Community Education: 1,776 people were educated and/or trained on mental health basics and issues across a variety of disciplines, including law enforcement, churches, libraries, municipal government, businesses and nonprofit organizations.
Youth Education: 21,076 middle and high school students in DuPage County were presented with the respective ETS 101 and Ending the Silence interactive programs on recognizing the signs and symptoms of mental illness and reducing the stigma.
Why does NAMI DuPage need your financial support?
As a county-level affiliate of the National Alliance on Mental Illness (NAMI), NAMI DuPage is one of the largest and most innovative of the 1,200 affiliates in the country. NAMI DuPage operates as a financially independent 501(c) (3) organization and does not receive any direct financial support from the national or state NAMI organizations. Nor does it receive any federal or state funding. Rather, NAMI DuPage relies on the remarkable generosity of the community for operational and program support.
Offering programs and services free of charge to individuals, families and the community does not come without a cost to NAMI DuPage. Therefore, we need your financial support to keep our vital services going and make a difference in the lives of those people who struggle with mental illnesses.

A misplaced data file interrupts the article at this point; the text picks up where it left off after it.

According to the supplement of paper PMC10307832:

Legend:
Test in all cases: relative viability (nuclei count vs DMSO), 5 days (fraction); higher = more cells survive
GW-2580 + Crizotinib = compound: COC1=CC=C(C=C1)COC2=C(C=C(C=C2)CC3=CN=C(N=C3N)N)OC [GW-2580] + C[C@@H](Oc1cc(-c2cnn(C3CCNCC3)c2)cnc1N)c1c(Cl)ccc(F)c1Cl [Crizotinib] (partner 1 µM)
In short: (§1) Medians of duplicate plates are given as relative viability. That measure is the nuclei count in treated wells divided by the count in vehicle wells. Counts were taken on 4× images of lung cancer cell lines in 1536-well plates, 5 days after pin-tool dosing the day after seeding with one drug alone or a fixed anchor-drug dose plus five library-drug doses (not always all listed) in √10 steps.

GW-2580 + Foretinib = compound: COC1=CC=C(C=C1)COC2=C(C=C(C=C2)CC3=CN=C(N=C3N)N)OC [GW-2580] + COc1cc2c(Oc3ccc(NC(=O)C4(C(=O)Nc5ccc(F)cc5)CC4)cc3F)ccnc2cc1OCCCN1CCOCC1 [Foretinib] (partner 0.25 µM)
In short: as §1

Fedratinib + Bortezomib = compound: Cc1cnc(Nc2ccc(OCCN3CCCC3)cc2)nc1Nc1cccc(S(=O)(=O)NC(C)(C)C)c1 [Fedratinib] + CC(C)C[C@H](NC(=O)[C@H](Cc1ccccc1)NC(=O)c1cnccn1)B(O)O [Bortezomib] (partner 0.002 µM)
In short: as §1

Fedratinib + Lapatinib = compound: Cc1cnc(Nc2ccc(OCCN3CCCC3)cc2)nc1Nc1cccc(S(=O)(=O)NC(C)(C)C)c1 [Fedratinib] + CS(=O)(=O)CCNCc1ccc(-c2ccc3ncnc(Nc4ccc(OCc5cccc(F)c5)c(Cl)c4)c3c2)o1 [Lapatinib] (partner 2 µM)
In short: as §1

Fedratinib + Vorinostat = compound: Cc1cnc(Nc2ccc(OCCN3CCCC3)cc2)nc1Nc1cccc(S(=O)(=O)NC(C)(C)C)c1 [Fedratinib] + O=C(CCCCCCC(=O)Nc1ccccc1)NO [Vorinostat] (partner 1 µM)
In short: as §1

Please consider making as generous a gift as you can!
What is my gift specifically used for?
NAMI DuPage needs annual funding support to continue providing hope and recovery support programs to individuals, their families and caregivers who live with the effects of illness. Specifically, your gift helps to fund:
- Drop-in support groups held at various locations throughout DuPage County.
- Drop-In centers for recreational activities to help reduce alienation and encourage social integration.
- Training of individuals to become peer support specialists in order to help other individuals and families.
- Educational, multi-week classes for individuals (WRAP), families (Family to Family) and parents (Basics) on developing strategies for coping and living with mental illness.